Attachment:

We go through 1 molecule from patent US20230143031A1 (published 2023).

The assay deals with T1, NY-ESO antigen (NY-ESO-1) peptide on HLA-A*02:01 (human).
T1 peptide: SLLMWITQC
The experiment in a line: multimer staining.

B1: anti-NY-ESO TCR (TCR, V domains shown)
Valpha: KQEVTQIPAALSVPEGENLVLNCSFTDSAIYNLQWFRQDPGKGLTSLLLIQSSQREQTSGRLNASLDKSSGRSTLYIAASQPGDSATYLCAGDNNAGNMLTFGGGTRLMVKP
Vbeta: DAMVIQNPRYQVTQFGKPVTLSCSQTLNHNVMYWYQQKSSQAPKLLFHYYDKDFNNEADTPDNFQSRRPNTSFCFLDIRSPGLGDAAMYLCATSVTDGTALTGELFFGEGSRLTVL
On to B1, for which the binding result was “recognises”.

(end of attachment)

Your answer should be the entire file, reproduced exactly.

We go through 1 molecule from patent US20230143031A1 (published 2023).

The assay deals with T1, NY-ESO antigen (NY-ESO-1) peptide on HLA-A*02:01 (human).
T1 peptide: SLLMWITQC
The experiment in a line: multimer staining.

B1: anti-NY-ESO TCR (TCR, V domains shown)
Valpha: KQEVTQIPAALSVPEGENLVLNCSFTDSAIYNLQWFRQDPGKGLTSLLLIQSSQREQTSGRLNASLDKSSGRSTLYIAASQPGDSATYLCAGDNNAGNMLTFGGGTRLMVKP
Vbeta: DAMVIQNPRYQVTQFGKPVTLSCSQTLNHNVMYWYQQKSSQAPKLLFHYYDKDFNNEADTPDNFQSRRPNTSFCFLDIRSPGLGDAAMYLCATSVTDGTALTGELFFGEGSRLTVL
On to B1, for which the binding result was “recognises”.